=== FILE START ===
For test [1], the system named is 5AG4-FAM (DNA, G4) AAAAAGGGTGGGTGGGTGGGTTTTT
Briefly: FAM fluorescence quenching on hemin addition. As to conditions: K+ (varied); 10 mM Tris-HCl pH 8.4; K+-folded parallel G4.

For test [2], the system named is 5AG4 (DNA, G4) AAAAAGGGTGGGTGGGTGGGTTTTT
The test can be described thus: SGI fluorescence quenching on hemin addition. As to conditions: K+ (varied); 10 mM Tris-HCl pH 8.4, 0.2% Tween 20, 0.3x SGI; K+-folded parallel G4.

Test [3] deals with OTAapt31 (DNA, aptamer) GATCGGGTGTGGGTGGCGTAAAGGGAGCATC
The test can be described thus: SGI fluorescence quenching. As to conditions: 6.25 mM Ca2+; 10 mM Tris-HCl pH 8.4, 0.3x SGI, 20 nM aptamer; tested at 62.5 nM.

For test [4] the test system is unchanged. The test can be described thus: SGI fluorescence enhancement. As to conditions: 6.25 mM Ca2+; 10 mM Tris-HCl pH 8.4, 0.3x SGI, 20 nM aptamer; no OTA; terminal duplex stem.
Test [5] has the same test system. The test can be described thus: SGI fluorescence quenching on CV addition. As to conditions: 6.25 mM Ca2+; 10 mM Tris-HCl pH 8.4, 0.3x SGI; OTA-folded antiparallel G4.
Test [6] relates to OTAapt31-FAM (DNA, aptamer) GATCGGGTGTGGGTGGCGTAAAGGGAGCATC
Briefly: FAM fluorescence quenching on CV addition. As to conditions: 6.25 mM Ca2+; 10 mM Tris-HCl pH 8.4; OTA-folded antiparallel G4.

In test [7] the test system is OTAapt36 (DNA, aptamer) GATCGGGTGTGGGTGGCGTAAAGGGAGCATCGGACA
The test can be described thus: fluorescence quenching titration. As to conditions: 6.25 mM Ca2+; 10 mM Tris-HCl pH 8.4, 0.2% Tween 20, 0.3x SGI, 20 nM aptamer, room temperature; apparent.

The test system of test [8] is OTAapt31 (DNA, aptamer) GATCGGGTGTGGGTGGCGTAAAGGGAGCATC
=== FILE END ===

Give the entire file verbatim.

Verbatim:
For test [1], the system named is 5AG4-FAM (DNA, G4) AAAAAGGGTGGGTGGGTGGGTTTTT
Briefly: FAM fluorescence quenching on hemin addition. As to conditions: K+ (varied); 10 mM Tris-HCl pH 8.4; K+-folded parallel G4.

For test [2], the system named is 5AG4 (DNA, G4) AAAAAGGGTGGGTGGGTGGGTTTTT
The test can be described thus: SGI fluorescence quenching on hemin addition. As to conditions: K+ (varied); 10 mM Tris-HCl pH 8.4, 0.2% Tween 20, 0.3x SGI; K+-folded parallel G4.

Test [3] deals with OTAapt31 (DNA, aptamer) GATCGGGTGTGGGTGGCGTAAAGGGAGCATC
The test can be described thus: SGI fluorescence quenching. As to conditions: 6.25 mM Ca2+; 10 mM Tris-HCl pH 8.4, 0.3x SGI, 20 nM aptamer; tested at 62.5 nM.

For test [4] the test system is unchanged. The test can be described thus: SGI fluorescence enhancement. As to conditions: 6.25 mM Ca2+; 10 mM Tris-HCl pH 8.4, 0.3x SGI, 20 nM aptamer; no OTA; terminal duplex stem.
Test [5] has the same test system. The test can be described thus: SGI fluorescence quenching on CV addition. As to conditions: 6.25 mM Ca2+; 10 mM Tris-HCl pH 8.4, 0.3x SGI; OTA-folded antiparallel G4.
Test [6] relates to OTAapt31-FAM (DNA, aptamer) GATCGGGTGTGGGTGGCGTAAAGGGAGCATC
Briefly: FAM fluorescence quenching on CV addition. As to conditions: 6.25 mM Ca2+; 10 mM Tris-HCl pH 8.4; OTA-folded antiparallel G4.

In test [7] the test system is OTAapt36 (DNA, aptamer) GATCGGGTGTGGGTGGCGTAAAGGGAGCATCGGACA
The test can be described thus: fluorescence quenching titration. As to conditions: 6.25 mM Ca2+; 10 mM Tris-HCl pH 8.4, 0.2% Tween 20, 0.3x SGI, 20 nM aptamer, room temperature; apparent.

The test system of test [8] is OTAapt31 (DNA, aptamer) GATCGGGTGTGGGTGGCGTAAAGGGAGCATC